In This Issue:
- Status of Western Bean Cutworm in Ohio: Scout for Egg Masses
- High temperature effects on corn
- Temperatures in the 90s and Corn Diseases
- Leaf cupping and wrinkling in soybeans
- An on-line source to help improve your soybeans
- Cover Crop Decision Tool Available
- Oats, planted late, perhaps our most dependable forage?!?!
- Soybean diseases – issues at flowering
- Manure Science Review- August 16th
Adult moth captures increased dramatically in the past week, and we are over 2,000 total moths for the season. Sharp increases were seen in northwest and northeast Ohio. Additionally, some egg masses were found in Fulton County, although no fields that were visited were over threshold. This is the second year that egg masses and larvae were detected in corn in this area. Based on trap counts and temperature, we are probably in peak flight right now. Therefore, this is the critical time period for western bean cutworm oviposition and infestation. There is a fair amount of pre-tassel corn, which is the preferred oviposition host for females, and these fields should be scouted for egg masses. To scout corn, choose 20 consecutive plants in 5 random locations. Look for a cluster of eggs that are white or purple in color on the uppermost 1-2 leaves. Corn that is waist or shoulder high, and about 2-4 days from full tassel emergence are at highest risk and should be the priority for scouting. Economic threshold is at least 5% of corn infestation (the fields inspected in Fulton last Thursday were all 1% or less).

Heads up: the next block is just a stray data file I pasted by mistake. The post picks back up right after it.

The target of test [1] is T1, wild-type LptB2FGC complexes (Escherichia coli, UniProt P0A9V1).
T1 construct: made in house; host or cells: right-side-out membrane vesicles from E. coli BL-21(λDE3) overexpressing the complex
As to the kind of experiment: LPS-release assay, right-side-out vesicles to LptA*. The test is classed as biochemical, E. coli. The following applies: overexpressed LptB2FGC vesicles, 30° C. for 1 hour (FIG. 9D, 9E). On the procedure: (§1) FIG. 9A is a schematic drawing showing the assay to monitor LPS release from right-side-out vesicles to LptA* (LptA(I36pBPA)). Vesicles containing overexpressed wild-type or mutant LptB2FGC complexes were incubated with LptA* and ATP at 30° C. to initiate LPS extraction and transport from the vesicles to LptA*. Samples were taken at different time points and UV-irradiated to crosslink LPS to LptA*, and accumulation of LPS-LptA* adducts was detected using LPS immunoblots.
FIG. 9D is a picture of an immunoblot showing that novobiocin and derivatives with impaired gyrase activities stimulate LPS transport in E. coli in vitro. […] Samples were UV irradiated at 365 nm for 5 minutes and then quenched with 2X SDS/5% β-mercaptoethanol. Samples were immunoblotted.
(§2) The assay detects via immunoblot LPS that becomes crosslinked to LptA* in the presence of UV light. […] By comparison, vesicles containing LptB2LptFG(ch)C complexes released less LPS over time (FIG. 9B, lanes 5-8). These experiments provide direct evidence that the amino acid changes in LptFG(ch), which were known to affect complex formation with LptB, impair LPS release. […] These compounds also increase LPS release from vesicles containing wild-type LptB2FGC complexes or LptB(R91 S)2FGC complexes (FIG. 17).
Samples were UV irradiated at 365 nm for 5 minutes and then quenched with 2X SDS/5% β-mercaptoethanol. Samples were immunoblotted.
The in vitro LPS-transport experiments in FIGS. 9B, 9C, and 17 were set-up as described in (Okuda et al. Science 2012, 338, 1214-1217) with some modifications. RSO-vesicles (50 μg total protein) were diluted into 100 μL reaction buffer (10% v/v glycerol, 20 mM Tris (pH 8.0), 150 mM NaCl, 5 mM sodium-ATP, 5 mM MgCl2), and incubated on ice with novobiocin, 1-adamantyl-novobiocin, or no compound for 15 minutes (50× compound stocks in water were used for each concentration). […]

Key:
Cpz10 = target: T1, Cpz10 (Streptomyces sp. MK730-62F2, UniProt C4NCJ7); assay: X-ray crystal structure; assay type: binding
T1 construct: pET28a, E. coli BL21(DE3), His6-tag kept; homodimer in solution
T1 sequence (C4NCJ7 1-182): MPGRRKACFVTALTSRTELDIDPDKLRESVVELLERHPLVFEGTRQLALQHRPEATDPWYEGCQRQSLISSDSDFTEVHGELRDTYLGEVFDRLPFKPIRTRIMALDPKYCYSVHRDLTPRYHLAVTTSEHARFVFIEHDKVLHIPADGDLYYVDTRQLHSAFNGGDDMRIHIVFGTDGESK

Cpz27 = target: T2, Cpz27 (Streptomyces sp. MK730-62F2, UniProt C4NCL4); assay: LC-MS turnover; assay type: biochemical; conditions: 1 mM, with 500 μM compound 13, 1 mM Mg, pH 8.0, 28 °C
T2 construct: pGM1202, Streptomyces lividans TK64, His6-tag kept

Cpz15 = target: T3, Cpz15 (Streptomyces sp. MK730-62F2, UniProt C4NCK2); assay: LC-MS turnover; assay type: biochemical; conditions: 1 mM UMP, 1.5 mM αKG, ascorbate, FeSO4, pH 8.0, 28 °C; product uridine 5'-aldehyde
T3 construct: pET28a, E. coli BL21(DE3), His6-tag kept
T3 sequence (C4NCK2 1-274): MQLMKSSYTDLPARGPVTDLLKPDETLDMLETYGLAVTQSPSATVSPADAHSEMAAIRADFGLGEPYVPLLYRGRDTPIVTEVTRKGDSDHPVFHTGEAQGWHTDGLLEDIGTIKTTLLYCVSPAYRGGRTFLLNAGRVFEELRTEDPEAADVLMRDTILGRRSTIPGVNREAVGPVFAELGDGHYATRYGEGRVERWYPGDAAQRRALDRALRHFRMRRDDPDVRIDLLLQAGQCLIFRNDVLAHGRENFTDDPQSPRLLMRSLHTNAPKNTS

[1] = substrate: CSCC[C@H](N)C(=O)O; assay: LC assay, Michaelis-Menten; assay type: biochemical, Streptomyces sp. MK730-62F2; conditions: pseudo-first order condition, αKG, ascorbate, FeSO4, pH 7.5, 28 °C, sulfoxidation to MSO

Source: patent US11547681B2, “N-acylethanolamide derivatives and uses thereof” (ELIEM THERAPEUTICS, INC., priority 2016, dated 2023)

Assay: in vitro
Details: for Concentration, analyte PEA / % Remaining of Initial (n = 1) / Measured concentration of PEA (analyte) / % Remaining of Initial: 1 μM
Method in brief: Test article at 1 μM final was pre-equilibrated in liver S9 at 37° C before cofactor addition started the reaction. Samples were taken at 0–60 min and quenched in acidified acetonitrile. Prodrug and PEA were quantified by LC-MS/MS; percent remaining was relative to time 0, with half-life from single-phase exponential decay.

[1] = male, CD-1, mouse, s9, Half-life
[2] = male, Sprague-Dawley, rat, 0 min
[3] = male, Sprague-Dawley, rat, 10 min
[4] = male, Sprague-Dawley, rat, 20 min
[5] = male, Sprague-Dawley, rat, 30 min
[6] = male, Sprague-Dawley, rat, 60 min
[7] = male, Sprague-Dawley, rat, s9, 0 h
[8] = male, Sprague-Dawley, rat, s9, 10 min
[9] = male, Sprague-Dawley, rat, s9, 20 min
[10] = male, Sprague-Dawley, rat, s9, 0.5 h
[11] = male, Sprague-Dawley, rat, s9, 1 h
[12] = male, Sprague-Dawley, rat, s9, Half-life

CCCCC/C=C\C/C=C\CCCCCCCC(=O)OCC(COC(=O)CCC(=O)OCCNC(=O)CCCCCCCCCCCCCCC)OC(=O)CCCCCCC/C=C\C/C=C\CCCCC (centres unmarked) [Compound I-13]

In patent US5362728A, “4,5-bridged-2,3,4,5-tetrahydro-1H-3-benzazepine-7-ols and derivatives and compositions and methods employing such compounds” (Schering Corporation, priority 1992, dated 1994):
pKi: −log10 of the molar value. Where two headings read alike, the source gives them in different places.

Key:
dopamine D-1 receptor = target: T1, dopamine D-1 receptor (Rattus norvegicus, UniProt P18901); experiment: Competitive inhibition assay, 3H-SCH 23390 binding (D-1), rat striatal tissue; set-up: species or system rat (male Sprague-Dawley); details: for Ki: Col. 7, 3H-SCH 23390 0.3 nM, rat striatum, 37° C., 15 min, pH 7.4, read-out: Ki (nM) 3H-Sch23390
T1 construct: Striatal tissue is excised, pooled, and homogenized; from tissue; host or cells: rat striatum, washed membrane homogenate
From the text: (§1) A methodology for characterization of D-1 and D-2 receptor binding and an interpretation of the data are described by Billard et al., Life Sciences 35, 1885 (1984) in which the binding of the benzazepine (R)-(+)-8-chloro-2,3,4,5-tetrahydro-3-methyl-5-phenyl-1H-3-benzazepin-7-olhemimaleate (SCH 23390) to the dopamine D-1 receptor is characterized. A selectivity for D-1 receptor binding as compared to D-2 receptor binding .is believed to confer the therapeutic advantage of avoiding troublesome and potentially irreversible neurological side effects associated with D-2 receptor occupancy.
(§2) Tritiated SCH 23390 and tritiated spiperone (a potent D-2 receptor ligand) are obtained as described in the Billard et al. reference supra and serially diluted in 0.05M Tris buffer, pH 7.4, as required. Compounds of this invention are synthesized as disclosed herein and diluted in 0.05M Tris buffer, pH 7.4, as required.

The recent heat wave has generated many questions about the impact of high temperatures on corn yields. The “good news” is that corn originated as a tropical grass and can tolerate exposures to adverse temperatures as high as 112 degrees F for brief periods. Optimal daytime temperatures for corn typically range between 77 degrees F and 91 degrees F. Growth decreases when temperatures exceed 95 degrees F. Fortunately, the high temperatures during the past week have been associated with some much needed rains across the state.
How high is too high for corn? Dr. Emerson Nafziger, University of Illinois agronomist notes that “afternoon temperatures in the mid-90s are not a problem for corn… if they have enough soil water available. In experiments, plant temperatures have been raised to 110 or higher without doing direct damage to photosynthetic capacity. The level required to damage leaves depends on the temperature the leaf has experienced before, but it generally takes temperatures above 100 in field-grown plants.”
According to Iowa State University agronomist Roger Elmore and climatologist Elwynn Taylor, the current heat wave may have a double impact on the Iowa corn crop (that is also applicable to Ohio’s corn although the development of the Ohio crop is well behind that of Iowa’s). “The first is the increase in rolling of corn leaves in response to moisture deficiency. By rule-of-thumb, the yield is diminished by 1 percent for every 12 hours of leaf rolling - except during the week of silking when the yield is cut 1 percent per 4 hours of leaf rolling. ….The second impact is less obvious initially. When soil moisture is sufficient, as it is for the most part this July, the crop does not have a measurable yield response to one day of temperatures between 93 F to 98 F. However, the fourth consecutive day with a maximum temperature of 93 F or above results in a 1 percent yield loss in addition to that computed from the leaf rolling. The fifth day there is an additional 2 percent loss; the sixth day an additional 4 percent loss. Data are not sufficient to make generalizations for a heat wave of more than six days, however firing of leaves then becomes likely and very large yield losses are incurred. Generally a six-day heat wave at silking time is sufficient to assure a yield not to exceed trend (Iowa trend yield is near 174 bushels per acre). Should warmer than usual nights continue for a six-week period the state is assured a below trend harvest….”